The rebuild list includes:
• Bespoke Wilbers fork springs and rear shock
• Ducati single seat tail (with 10mm of hard race foam)
• Modified sub-frame
• Air-box discarded – pod filters fitted
• Several chrome items chemically blackened
• Oil cooler fitted
• Bars lowered and pushed forward
• Brembo radial master cylinder
• Renthal medium grips and front fork gaiters
The work unfolded over the winter of 2011/12 and was ready in time for the monsoon season. Or the British summer, post climate change. The bikes first proper shake down ride and day out was to the Hinkley Meeting. It was a joy to meet so many other owners and see their bikes. Mine was bar far the easiest to spot as nothing at all is clean or shiny about it. In case you’re wondering, I do occasionally change my underpants. On the way back from the Hinckley meet I nearly lost one of the cans when a bolt came loose!
But what’s the purpose of modifying a standard bike when a factory makes something that the majority find perfectly acceptable? An indescribable itch, I think. We all fiddle with them in some way, some more than others, perhaps. I knew that I wanted something that handled well enough for British and European roads – which this bike does – and something that I could live with each day whilst touring and understand how to fix if something went wrong. The handlebars were something I’d always wanted to change: I love the look, but I never found the riding position practical for touring or for pushing the bike on a track day – I wanted wider bars with more leverage, but not bar risers and Renthals.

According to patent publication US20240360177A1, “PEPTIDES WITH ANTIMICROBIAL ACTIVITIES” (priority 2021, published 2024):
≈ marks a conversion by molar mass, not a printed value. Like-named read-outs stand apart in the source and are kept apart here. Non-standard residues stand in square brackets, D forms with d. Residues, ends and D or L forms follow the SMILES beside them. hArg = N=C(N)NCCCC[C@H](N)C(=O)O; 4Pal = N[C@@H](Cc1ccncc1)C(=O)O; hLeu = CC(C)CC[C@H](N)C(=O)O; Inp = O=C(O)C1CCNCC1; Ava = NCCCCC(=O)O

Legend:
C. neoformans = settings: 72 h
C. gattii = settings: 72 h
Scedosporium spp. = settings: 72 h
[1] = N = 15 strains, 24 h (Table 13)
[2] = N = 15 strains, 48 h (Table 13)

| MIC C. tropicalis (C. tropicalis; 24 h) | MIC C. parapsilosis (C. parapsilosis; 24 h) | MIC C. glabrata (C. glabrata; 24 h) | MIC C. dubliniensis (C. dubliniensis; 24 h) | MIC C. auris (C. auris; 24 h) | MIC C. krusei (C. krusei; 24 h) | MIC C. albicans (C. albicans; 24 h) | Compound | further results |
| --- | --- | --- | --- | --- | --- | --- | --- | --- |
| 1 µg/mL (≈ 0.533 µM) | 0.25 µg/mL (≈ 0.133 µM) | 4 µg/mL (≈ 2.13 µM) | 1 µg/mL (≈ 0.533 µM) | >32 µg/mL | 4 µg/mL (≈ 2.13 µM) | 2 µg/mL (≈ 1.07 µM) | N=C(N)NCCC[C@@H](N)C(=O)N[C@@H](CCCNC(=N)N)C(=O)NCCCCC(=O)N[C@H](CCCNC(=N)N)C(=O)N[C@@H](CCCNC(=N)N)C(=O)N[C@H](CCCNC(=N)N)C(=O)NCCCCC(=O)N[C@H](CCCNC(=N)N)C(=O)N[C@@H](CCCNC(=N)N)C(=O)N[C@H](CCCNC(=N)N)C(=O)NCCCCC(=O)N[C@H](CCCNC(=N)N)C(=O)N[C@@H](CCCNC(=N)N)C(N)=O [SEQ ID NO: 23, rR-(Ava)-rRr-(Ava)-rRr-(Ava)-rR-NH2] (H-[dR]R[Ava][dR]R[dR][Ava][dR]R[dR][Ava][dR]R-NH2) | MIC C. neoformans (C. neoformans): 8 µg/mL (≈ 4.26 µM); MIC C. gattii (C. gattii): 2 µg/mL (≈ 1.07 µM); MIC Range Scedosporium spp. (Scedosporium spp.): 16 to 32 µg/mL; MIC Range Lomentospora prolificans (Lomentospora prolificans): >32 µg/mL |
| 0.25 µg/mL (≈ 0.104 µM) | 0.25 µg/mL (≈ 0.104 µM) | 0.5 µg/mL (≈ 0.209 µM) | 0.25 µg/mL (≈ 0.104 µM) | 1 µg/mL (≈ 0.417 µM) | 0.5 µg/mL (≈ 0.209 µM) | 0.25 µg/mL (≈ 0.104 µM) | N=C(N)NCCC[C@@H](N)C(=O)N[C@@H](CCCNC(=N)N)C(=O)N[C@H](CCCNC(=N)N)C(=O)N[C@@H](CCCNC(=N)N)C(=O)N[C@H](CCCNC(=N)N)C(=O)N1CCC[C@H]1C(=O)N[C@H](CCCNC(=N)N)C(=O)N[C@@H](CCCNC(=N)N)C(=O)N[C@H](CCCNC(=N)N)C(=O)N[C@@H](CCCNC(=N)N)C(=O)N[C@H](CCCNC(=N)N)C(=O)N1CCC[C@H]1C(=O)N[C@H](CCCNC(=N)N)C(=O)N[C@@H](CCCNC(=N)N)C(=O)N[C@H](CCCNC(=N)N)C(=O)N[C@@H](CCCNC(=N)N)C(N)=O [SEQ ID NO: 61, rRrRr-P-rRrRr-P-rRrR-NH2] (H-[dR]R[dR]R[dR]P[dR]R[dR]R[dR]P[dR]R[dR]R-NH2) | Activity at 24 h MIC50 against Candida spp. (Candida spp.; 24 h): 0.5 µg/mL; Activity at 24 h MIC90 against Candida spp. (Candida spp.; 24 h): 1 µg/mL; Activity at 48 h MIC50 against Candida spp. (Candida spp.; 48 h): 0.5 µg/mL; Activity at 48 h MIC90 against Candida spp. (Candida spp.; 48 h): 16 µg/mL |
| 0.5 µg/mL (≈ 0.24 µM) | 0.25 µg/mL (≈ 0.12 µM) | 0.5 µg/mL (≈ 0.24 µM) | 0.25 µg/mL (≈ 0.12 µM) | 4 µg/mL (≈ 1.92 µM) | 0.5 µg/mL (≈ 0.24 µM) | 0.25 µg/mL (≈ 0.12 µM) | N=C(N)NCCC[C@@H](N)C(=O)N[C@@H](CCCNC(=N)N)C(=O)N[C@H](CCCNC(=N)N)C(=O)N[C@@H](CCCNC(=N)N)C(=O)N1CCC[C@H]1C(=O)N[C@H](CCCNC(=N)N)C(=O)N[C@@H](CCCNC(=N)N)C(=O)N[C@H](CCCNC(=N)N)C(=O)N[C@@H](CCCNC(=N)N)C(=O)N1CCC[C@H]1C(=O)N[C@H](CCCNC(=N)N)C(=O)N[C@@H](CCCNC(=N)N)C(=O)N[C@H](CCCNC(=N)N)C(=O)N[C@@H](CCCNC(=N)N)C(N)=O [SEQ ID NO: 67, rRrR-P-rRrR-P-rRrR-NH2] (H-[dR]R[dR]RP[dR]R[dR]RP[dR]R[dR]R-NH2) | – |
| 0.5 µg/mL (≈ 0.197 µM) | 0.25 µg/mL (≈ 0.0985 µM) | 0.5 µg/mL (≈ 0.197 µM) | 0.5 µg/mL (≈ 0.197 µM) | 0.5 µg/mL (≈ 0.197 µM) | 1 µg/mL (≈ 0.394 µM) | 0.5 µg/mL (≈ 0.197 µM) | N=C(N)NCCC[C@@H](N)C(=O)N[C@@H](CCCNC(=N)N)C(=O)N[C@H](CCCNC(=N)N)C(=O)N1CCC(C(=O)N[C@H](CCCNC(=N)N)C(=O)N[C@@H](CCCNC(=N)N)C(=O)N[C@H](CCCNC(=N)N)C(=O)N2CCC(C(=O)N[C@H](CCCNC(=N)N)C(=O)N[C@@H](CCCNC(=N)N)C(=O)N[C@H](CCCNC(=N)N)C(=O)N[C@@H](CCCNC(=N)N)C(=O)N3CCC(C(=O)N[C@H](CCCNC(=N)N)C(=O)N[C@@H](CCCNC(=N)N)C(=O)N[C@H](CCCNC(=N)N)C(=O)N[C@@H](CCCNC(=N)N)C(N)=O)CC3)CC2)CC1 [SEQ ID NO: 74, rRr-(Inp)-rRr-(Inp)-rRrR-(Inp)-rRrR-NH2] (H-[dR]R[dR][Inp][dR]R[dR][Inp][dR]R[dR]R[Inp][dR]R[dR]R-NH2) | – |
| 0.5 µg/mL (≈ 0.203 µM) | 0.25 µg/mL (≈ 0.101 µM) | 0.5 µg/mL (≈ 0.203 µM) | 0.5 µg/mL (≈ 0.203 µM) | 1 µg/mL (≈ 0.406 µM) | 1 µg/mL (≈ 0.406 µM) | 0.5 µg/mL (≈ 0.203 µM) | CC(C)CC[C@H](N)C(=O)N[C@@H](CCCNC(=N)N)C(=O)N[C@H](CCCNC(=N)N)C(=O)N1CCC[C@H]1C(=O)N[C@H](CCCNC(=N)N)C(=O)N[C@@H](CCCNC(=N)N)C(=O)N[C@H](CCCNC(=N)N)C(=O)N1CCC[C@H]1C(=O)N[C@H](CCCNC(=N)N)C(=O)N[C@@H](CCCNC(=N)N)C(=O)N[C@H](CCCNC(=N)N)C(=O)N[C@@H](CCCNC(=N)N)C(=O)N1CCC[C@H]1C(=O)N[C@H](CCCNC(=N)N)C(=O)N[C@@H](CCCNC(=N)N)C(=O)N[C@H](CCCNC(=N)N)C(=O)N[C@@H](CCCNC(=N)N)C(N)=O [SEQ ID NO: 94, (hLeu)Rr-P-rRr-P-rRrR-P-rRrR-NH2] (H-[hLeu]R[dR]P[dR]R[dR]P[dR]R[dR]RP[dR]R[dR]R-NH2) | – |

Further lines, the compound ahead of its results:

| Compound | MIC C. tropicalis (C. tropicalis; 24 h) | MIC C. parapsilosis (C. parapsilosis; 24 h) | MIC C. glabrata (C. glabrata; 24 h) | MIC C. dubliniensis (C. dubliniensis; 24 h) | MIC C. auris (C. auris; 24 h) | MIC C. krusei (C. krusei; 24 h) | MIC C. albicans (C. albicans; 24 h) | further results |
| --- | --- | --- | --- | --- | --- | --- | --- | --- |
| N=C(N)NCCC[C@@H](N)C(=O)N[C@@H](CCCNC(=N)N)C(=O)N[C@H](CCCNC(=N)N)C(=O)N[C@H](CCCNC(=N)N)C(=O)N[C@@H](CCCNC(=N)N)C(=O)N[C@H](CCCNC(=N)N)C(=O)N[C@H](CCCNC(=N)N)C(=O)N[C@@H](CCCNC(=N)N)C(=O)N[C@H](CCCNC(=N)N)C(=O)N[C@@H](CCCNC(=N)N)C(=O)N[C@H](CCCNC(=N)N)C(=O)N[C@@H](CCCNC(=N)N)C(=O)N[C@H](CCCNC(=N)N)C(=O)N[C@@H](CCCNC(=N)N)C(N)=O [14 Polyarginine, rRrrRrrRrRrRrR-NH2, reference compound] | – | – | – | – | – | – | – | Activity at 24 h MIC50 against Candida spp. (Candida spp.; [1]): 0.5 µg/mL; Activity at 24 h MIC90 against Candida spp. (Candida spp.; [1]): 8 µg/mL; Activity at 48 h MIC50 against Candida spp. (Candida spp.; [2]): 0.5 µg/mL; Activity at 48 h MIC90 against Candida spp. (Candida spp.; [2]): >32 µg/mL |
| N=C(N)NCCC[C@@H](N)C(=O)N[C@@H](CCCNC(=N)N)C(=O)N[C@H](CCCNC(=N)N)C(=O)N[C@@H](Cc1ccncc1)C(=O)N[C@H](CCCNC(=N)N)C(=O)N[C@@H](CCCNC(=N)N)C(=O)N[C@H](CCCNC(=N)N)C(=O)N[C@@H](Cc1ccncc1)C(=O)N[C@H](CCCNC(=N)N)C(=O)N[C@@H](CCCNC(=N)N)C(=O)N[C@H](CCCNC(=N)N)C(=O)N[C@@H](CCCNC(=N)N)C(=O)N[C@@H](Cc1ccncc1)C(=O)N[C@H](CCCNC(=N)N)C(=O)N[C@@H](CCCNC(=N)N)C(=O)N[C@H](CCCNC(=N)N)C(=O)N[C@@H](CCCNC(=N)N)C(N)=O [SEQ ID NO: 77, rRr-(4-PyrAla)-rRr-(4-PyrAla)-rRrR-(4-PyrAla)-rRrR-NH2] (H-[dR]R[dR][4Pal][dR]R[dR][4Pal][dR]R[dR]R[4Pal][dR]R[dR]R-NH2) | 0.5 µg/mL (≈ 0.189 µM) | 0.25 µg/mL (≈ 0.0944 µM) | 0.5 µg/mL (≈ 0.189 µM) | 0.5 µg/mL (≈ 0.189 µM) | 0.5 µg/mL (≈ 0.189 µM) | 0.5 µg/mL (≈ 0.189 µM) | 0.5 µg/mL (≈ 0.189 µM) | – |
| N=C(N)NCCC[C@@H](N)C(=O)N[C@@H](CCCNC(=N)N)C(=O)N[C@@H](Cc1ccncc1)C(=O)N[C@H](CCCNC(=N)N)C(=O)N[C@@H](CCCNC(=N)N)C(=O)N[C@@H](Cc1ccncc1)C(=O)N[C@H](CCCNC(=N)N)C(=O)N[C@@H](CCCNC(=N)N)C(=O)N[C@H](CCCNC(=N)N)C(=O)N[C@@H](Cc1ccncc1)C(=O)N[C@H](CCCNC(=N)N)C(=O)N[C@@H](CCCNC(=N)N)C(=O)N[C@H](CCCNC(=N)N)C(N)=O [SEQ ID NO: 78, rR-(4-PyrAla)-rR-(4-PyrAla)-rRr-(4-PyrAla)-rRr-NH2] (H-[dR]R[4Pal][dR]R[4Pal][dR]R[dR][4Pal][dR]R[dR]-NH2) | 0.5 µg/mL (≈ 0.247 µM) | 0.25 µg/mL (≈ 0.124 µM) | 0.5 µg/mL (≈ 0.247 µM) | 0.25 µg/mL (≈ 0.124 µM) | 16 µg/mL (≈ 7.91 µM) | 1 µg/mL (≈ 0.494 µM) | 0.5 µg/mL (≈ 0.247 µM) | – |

Perhaps the area of most fun was the carburettors and the air-box. Anyone who’s meddled with changing a front sprocket on one of these may also know of the gentle spoken words and charitable thoughts extended toward the Hinckley design team when trying to reassemble a T309 air-box. The bike already had a Stage II Dynojet kit fitted to its Mikuni’s so I set about doing some research. That lead me to online discussions which suggested that Mikuni’s and Dynojets and “pod” filters were together the three horsemen of the apocalypse. I laugh in the face of death…
Tuning these carbs, with pods and a Dynojet kit is actually a lot simpler than it may seem. I disassembled the carbs and checked everything and replaced all worn parts to get a base setting. I then contacted Dynojet and received some excellent advice and help with set up – bear in mind the world had now long since moved on to EFI.. The pilot circuit was good, so only the mid range and top end needed sorting. Whilst “pod” filters may flow more air than a standard air-box and the characteristics of air velocity and dynamics are subject to expert theory and practice… the settings available on a Dynojet kit allow you to find a setting that will work – if you’re patient.
Then it is just about the top end and that’s main jets. As the bike had Dynojet mains already fitted I ordered a range of Dynojet main jets in the “ball park” area of the discussion with them. After three days of fitting and removing jets and adjusting the needles I found a setting that felt comfortable with a good pick up when opening the throttle fast, no bogging or hesitation and no loss of power toward the redline. I then took it to Straightline Racing and had them dyno the bike to be sure – all was fine, although it was burning some oil at high revs…. I knew I should have replaced those piston rings when I had the head off!
Currently I have the head off again and I have replaced the rings. Last “summer” I rode the bike from the south coast up through Germany to Denmark and back through Germany and France and it runs and rides very well for a near 20 year old bike. It doesn’t look like I have ever heard of a polishing mop or that I know what Autosol is because I like my rides to develop the patina that age and use brings. My Yamaha has done over 350,000 miles (albeit on 4 engines) but that’s one of the things I like about this old heavyweight triple – it fills your heart with its character and it’s definitely a “keeper”.
Ride safe – ride free.